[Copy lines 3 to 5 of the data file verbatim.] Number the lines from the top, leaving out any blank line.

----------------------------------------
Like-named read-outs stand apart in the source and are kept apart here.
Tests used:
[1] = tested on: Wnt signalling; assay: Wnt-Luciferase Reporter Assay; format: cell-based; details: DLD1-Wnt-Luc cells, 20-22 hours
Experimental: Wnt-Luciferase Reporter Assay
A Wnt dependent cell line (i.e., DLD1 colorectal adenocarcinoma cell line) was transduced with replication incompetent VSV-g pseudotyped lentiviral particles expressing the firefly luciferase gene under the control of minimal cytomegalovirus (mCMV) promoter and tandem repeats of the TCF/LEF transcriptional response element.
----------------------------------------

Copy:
[1] = tested on: Wnt signalling; assay: Wnt-Luciferase Reporter Assay; format: cell-based; details: DLD1-Wnt-Luc cells, 20-22 hours
Experimental: Wnt-Luciferase Reporter Assay
A Wnt dependent cell line (i.e., DLD1 colorectal adenocarcinoma cell line) was transduced with replication incompetent VSV-g pseudotyped lentiviral particles expressing the firefly luciferase gene under the control of minimal cytomegalovirus (mCMV) promoter and tandem repeats of the TCF/LEF transcriptional response element.